Friday
Aug132010

Chasing History at Spa

Ed FaheyPart of what sets the truly ‘classic’ racetracks apart from their less inspiring modern brethren is the intangible sense of history and tradition they present to visitors. All the high-priced architects and advanced circuit design in the world cannot manufacture history and heritage, and these qualities are a huge part of the draw of places like Le Mans, Monza, Watkins Glen or, in this case, Spa-Francorchamps. With our flight home not leaving until quite late in the evening, we had a full day to pass in the vicinity of the track and the tarmac-shredding power of a diesel Peugeot 308 rental car at our disposal, so a tour of the fearsome original Spa-Francorchamps layout, combined with a visit to the recently opened circuit museum in the town of Stavelot, was a must.

Ed FaheyThe old Spa track included some of what is still the modern circuit, but at Les Combes, a short distance after the dizzying dance up Eau Rouge, the current circuit begins to turn back on itself and heads for a series of dramatic downhill corners. The original circuit continued straight on here, and began a gradual, terrifyingly fast and generally very straight, downhill run through the villages of Burneville and Masta, heading in the direction of Stavelot. It stopped short of actually entering this town, instead veering around almost 180 degrees and spearing through the little village of Blanchimont in another pedal-to-metal blast, before linking up with the modern track at the corner named for the Belgian racer and journalist Paul Frère.

Ed FaheyA tour of the old track by road car today begins at the spectator area overlooking the current Les Combes chicane. The road leading up to the service gate here is in fact the old track, and like much of the sequences to come, curves quite gently, making for an unalarming driving experience at civilised speeds. There are a few crumbling sections of Armco at various points along the old alignment, but the manner in which it is presented today - lined with walls, trees, houses and shops - is not that much different to how it was when the F1 drivers of the 1950s and ’60s tackled it in anger. It’s only when you try to imagine taking an uncompromising racing line through these long, sweeping bends, brushing the edge of the grass on the way out, that the immense fortitude needed to tackle the old Spa becomes vividly apparent. Perhaps the best illustration of just how dangerous it was is the fact the it was not shut down, as you might expect, by some politically correct bunch of safety nannies. Rather, it was the drivers themselves that came together and refused to race there any more. This united front led to Formula 1 withdrawing from Spa in 1970, and the redeveloped shortened version, largely unchanged to this day, opened in 1978.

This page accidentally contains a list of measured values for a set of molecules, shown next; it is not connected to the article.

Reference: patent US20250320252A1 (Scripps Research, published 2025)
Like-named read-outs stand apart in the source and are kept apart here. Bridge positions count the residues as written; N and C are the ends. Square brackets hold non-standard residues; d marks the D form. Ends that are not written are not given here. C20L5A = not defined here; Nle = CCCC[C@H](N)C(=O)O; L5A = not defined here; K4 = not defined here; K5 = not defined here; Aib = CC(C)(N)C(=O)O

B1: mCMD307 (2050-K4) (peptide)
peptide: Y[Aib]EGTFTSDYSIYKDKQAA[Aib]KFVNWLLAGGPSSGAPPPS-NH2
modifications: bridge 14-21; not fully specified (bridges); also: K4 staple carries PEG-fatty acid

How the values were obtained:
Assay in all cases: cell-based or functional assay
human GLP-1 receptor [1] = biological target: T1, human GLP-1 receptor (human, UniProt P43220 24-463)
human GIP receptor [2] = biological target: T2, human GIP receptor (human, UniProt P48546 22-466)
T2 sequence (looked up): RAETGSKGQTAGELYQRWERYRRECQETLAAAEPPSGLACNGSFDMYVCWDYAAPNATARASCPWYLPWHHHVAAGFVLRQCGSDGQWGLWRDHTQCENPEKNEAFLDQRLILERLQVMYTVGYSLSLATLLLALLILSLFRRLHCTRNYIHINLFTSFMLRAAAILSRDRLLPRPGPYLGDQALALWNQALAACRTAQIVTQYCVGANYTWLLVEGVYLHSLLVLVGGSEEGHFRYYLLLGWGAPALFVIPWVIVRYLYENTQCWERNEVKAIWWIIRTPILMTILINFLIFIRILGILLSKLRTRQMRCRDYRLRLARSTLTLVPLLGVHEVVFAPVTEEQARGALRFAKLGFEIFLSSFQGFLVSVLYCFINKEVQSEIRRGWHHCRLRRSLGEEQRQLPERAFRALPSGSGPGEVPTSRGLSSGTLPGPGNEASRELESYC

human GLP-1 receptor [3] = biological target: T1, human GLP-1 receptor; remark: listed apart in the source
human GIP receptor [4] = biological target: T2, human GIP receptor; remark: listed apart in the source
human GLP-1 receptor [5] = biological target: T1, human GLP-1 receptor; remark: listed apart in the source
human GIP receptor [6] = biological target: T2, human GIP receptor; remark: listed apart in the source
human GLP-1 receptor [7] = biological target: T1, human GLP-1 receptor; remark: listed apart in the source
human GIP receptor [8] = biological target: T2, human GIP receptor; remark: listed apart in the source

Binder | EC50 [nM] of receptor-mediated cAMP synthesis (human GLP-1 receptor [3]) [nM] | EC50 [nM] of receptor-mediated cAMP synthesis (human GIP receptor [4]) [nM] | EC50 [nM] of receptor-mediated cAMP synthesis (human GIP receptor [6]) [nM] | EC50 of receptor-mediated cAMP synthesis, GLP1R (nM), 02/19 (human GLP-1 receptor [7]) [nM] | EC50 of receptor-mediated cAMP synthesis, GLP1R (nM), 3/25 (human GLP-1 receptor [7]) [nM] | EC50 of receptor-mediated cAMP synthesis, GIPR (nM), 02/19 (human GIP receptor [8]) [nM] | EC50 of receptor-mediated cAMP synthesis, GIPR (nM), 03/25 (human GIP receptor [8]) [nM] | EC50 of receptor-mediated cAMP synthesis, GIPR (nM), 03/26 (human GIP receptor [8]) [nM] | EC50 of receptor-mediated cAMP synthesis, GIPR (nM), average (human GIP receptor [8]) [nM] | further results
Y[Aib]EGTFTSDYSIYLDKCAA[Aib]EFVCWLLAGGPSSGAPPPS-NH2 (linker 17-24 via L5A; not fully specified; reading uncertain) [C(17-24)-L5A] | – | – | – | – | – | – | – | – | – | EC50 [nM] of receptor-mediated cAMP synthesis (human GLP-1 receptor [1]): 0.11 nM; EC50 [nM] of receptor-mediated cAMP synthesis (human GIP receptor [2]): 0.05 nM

Ed FaheyThe most notorious section of the run down from Les Combes was the lethal Masta kink, which curved very slightly left, then right, but was just open enough to suggest the possibility of being taken flat. Today, the road here has been realigned somewhat and the bends are sharper than they would have been, but the original orientation is still just about visible. Approaching Stavelot, a small, forgotten-looking piece of road that has since been rendered obsolete by a junction just beyond, branches off the main route and traces a semicircular path to join with another main road heading back in the opposite direction. This is Stavelot corner, the part of the old circuit that feels most alive today. The surface is breaking up in parts and the vegetation on each side is thick and overgrown, but the challenging sweep of the curve and its subtle banked nature twigs something in the mind of anyone with even a passing familiarity with motorsport.

Ed FaheyThe attractive town of Stavelot is just a short drive from here, and its centrepiece is the fabulous Abbaye de Stavelot, a 17th century monastery that now houses three museums, one dedicated to the history and culture of the local region, one focusing on the poet Guillaume Apollinaire and the third, tucked away underground in the vaults of the building, dedicated to the Spa-Francorchamps track and its legacy. Aside from still-raced examples of Porsche’s 908 and 917, there are no real ‘superstar’ cars to be found here, and some of the single-seater racers on display do look a bit weather-beaten, but the touring-car section is particularly well presented, which is unsurprising when you remember the Spa 24 Hours’ stint as the blue-riband touring car event in Europe, which lasted from the mid-1960s until the end of the 1990s. Offerings from Ford, BMW, Honda and Toyota recall the golden age of Group A and Super Touring competition on the Continent, now sadly consigned to history in favour of the somewhat anaemic Super 2000 format. And as always with these museums, it’s the smaller details that really fascinate, such as the newsreel footage of racing on the track going back to the earliest years of the 20th century, the little pieces of memorabilia like driver’s armbands from past races and, of course, the wonderfully evocative artwork used to promote events at the track down through the years.

Ed FaheyIt’s simultaneously unusual and pleasing to see these kind of exhibits sharing a building with a more ‘conventional’ museum. But it’s only natural given how Spa-Francorchamps, in both its present and past guises, forms such an inextricable part of the fabric of local life in the area. During my visit to Le Mans, I noted how the local community embraced its track and its race, and it seems things are no different in this otherwise-unassuming corner of Belgium. Long may they continue in this fashion.

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